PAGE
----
Filmed this in 2019 forever ago. Besides the cultural context, it's really just about wondering whatever happened to that particular someone now in a different place and time.
Walls, rooms and homes hold memories.
What happens then if you've lived in a place your whole life; working, studing, learning, dreaming, growing up until your parents have grown old? In Kavich's case, it's the place that gave him life.
For Cambodians, being forcibly removed from their home will always remind them of the Khmer Rouge era and inevitably bring up old memories.
You can pack all your things, move them to your new place, keep photos of times that…
It's very surreal to have my film as an official selection of Visions du Réel film festival in this moment in time. I made this film in isolation, never thinking of its afterlife. In light of the current pandemic, I hope it raises some timely questions - How do you continue to live and work in isolation? What memories do you keep of loved ones when they're not around? As everything has changed so much, it already feels like a nostalgic film to me.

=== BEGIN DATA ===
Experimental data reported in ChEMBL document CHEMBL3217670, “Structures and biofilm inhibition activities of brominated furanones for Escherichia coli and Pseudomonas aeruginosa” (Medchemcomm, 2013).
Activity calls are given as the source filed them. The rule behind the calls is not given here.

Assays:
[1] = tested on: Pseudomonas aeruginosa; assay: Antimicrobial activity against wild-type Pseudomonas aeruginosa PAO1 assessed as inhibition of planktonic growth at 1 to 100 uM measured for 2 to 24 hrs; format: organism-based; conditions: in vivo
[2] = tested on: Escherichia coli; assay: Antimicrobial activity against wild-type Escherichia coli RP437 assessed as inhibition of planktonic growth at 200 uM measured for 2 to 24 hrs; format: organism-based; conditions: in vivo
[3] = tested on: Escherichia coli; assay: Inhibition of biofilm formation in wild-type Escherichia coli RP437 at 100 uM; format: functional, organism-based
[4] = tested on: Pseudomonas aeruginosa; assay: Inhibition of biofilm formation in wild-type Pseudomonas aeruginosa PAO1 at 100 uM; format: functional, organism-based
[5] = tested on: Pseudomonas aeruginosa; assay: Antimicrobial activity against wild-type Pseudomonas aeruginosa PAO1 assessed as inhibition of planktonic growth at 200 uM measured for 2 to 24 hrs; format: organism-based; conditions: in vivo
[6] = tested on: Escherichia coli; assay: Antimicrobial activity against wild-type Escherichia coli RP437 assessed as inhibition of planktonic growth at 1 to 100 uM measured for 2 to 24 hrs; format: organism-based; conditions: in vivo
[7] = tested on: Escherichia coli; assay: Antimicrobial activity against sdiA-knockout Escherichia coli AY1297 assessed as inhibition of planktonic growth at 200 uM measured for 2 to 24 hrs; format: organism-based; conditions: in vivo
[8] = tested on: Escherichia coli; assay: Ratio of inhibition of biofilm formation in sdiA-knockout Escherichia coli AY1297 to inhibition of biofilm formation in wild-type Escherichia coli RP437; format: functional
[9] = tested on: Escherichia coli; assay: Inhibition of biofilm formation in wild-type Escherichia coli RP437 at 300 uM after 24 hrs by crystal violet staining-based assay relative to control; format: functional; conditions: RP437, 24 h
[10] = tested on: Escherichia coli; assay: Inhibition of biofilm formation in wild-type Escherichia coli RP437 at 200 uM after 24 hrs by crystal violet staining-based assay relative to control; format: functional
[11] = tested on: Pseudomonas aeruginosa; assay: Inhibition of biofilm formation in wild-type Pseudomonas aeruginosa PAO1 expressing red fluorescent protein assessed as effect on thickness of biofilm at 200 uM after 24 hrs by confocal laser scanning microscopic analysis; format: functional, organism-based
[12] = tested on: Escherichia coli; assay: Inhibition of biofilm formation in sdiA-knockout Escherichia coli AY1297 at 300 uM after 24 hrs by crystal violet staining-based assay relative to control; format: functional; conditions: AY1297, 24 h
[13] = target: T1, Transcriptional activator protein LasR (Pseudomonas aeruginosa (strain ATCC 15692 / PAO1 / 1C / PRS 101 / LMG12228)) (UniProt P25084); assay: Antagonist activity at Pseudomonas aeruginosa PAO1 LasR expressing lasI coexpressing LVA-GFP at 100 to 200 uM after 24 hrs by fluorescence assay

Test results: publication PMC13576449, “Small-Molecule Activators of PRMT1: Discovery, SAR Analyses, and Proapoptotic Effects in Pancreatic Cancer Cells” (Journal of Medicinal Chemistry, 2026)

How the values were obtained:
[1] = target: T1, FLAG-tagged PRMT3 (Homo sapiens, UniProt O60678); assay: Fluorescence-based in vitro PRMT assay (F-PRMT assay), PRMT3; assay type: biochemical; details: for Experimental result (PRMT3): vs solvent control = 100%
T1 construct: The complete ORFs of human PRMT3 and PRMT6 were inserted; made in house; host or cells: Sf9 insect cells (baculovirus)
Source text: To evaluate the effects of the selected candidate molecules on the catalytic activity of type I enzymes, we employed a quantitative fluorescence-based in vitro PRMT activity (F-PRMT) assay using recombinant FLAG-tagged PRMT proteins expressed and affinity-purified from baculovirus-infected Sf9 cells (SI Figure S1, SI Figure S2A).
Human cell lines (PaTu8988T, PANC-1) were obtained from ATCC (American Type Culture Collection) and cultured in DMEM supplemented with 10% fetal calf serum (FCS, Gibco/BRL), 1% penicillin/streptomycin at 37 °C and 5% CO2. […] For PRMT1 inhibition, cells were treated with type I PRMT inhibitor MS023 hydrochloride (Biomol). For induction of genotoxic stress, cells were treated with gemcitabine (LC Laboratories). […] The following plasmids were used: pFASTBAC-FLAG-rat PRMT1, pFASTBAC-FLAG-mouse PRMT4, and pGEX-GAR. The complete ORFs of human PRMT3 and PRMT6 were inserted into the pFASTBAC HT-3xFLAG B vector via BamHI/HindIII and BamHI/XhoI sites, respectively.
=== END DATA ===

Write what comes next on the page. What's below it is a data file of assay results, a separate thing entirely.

List of Influences:
This review may contain spoilers. I can handle the truth.
About two thirds into the film, a professor tells Valerie her writing is better when there's no style. Readers can understand the subject. And if there is too much style it comes down to a matter of taste.
There are several self-referential points in this film. When the kid in the movie theatre tells his dad not to fall asleep. Schanelec is aware of how the film will make her audience feel. Her style can work for or against her,…